But that didn’t stop the Yankees from spending almost $207 million on this year’s squad. Even if they don’t get the full impact of Mark Teixeira, compared to him signing elsewhere, he’s still a force in the Yankees lineup and a quality glove on defense.

This “spend it all to win it all” mentality is nothing new in the Bronx. From 1921 through 1964, the Yankees won 20 World Series championships and nine more American League pennants.

The Yankees were able to dominate because they were able to buy the best players from economically struggling franchises, starting with their purchase of Babe Ruth in 1920.

Since there was no amateur draft at the time, amateur players always signed for the biggest contract, which was always the Yankees. It was this reason that Major League Baseball introduced the amateur draft and not coincidentally, the Yankees struggled for the next decade.

When free agency was brought into practice in 1975, the Yankees were back in business, winning the pennant in 1976 and the World Series in 1977 and 1978 with newly acquired free agent Reggie Jackson.

Should the Yankees be able to spend as much as they want? A salary cap would prevent their endless spending, and likely dominating.

So why do other teams not spend as much? Only seven teams receive $200 million in revenue compared to the almost $400 million the Yankees generate, making competitive balance impossible.

But there’s also the problem of the luxury tax, where teams who spend over a designated amount are taxed on the spending overage (40% for all money spent over $162 million = $17.88 million tax bill for the World Champs).

That money is distributed amongst the lowest revenue teams in the league with the intent that they will spend it on players who will help them be competitive.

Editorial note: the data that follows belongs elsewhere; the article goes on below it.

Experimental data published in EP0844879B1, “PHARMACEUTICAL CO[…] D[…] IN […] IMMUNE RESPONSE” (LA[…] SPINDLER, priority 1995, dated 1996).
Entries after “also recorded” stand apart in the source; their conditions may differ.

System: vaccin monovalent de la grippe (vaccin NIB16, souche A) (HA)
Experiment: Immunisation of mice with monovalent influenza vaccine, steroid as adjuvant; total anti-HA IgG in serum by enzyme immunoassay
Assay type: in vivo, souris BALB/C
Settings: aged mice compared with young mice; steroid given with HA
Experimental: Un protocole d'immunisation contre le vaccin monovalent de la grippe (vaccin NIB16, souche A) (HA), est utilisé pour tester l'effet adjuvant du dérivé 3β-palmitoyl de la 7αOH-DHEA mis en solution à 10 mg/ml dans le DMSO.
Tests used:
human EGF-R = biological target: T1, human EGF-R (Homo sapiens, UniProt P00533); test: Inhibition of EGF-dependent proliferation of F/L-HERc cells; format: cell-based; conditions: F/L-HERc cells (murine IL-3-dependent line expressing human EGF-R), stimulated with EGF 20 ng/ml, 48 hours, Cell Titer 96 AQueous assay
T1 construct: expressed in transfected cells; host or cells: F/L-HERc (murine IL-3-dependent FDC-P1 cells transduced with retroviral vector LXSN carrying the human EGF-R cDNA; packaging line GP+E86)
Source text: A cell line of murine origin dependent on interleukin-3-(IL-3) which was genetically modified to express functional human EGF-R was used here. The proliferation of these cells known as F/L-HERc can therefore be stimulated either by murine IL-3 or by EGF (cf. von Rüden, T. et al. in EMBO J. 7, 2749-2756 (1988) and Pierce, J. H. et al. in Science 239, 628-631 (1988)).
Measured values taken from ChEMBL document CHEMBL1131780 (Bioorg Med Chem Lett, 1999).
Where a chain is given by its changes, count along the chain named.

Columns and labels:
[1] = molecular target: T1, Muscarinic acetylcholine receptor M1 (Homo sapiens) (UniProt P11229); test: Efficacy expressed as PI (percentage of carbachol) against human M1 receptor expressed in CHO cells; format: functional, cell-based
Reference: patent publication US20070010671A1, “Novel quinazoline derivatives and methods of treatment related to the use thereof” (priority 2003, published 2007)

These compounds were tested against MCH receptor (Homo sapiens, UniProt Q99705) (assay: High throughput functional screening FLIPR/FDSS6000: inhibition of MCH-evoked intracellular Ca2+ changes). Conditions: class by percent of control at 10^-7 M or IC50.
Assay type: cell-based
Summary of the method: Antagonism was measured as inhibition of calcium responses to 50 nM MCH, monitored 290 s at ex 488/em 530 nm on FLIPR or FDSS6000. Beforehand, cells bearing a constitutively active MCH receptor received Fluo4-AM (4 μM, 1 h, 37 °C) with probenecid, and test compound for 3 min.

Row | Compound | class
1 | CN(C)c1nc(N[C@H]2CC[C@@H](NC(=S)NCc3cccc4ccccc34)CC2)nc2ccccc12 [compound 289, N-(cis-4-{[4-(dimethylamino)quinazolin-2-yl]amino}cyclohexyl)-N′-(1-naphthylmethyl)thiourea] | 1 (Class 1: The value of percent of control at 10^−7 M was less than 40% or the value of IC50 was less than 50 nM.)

Unfortunately, many of the owners pocket the cash and make a bigger profit while they continue to field pitiful teams or ones that are only competitive for a short period of time.

To stop this from happening, Major League Baseball should impose a salary floor. Since a salary cap isn’t realistic when the teams with the 11 highest revenues generate more combined revenue than the teams with the 19 lowest revenues.

So putting a minimum of how much a team can spend on salary would help level the playing field.

By doing this, the Pirates, Rays, Royals, and Marlins would have to boost their payroll and get more quality players.

With fewer quality players available, the Yankees would have less of an ability to get everyone they want. By creating that shortage of quality talent, the playing field levels a bit.

The luxury tax attempts to do the same thing, but it only works if the Yankees and other big spenders actually care about the tax they will pay.

Since the Yankees simply consider it a cost of doing business, it doesn’t really matter as long as the end result is a shiny trophy in late October.

Until the lower-tier teams are forced to spend money on quality players and field quality teams built to compete, the Yankees will be allowed to continue on with their current dynasty.

Rick Milleman is the head fantasy baseball contributor at MyOfficePool.ca . Check his annual player projections included in the Cheatsheet Compiler & Draft Buddy to help draft your championship team.